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Richard Dawkins shares his wisdom about US foreign policy

Richard Dawkins is someone whom I generally admire in the field of science. He is on the right side of the argument, in my view, in excoriating attempts to portray ‘intelligent design’ (creationism) as science; much of what he says about religion is true and he is a sharp, lucid commenter about scientific issues. But alas, that does not mean his grip on reality is particularly strong when it comes to other matters. Take his recent comments about the supposedly enormous influence of Jews on US foreign policy, which have already provoked a lot of comment.

My own take on all this is as follows: Dawkins is not anti-semitic and it would be pretty outrageous to suggest as such; I don’t think he is trying to say that Jews totally control the foreign policy of the world’s most powerful nation, only that they have a lot of influence in proportion to their numbers. But what Dawkins plainly does not consider – assuming his remarks have been reported accurately – is how the ‘Jewish lobby’ is not some sort of undifferentiated mass. Also, consider some of the main policymakers in Washington: Dick Cheney and Condi Rice. They are not Jews; neither, as far as I know, is Don Rumsfeld, George W. Bush, etc. Nor do I think that the policy of the US/other major nations has necessarily favoured Israel vs other Middle East countries. Arguably, if the Jewish lobby was as powerful as some say, then the US would have sanctioned the ability of Israel – which certainly has the means – to reduce its foes to radioactive dust. Anyway, a desire to protect the state of Israel from annihilation – a threat that is all too real if one takes the ravings of Iran’s leadership seriously – is a noble one. Israel is, with all its faults, one of the few functioning liberal democracies in the Middle East (that is partly what drives its Islamic foes nuts, of course). Even if one subtracts the beneficent impact of foreign aid, Israel’s domestic economic success is a standing rebuke to the theocracies that surround it.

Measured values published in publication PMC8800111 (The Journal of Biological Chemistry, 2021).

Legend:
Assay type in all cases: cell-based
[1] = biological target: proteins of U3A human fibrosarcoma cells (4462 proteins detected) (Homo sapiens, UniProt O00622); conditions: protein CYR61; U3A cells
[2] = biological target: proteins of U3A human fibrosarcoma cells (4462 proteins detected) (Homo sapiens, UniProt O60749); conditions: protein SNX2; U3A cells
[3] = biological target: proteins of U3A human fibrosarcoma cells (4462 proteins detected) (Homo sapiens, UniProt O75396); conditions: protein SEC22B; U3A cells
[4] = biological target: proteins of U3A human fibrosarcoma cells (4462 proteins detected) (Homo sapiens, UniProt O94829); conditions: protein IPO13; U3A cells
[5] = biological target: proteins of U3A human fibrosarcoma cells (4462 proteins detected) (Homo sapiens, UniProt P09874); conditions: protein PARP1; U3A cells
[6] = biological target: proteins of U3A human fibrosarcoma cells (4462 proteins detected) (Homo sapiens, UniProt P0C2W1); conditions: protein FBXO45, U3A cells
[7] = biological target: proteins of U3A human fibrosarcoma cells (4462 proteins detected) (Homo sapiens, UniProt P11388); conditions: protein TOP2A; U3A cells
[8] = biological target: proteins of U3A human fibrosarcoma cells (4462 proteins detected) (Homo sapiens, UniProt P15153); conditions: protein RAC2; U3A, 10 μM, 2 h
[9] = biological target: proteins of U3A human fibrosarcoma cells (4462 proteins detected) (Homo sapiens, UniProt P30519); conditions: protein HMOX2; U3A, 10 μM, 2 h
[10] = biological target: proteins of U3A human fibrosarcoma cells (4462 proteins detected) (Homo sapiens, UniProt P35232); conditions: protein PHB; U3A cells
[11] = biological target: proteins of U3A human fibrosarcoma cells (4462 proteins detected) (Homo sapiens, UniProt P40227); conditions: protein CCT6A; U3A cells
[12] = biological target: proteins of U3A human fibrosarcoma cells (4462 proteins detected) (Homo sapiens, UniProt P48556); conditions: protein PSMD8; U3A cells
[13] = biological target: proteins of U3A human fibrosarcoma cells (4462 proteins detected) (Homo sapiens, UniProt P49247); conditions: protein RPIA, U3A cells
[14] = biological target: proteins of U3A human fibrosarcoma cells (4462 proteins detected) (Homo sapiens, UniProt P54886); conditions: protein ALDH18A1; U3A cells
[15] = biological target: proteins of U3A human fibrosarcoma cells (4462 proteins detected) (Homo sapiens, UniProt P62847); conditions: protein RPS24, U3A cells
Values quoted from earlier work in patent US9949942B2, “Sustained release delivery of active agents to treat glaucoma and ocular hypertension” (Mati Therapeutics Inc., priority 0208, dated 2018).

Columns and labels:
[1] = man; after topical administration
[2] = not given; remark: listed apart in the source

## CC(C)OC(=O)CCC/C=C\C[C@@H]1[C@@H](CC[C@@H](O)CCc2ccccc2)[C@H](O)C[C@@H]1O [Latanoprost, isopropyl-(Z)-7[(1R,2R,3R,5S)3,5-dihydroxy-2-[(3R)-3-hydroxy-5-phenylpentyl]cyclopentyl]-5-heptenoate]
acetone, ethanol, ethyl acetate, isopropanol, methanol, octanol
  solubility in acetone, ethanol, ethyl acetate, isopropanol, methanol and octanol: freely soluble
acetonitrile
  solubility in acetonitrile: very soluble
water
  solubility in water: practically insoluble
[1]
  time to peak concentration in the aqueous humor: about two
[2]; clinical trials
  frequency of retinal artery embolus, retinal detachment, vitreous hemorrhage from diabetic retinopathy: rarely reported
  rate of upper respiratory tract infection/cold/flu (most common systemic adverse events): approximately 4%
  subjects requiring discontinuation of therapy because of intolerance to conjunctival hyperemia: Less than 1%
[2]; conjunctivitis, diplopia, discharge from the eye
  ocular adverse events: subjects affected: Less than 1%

If Dawkins wants to press the claims of atheists, fine (as an atheist myself, I count myself an admirer of what Dawkins has done to challenge religious superstition). But he does himself no favours by repeating the tired mantras about the vast influence of the Jewish lobby.

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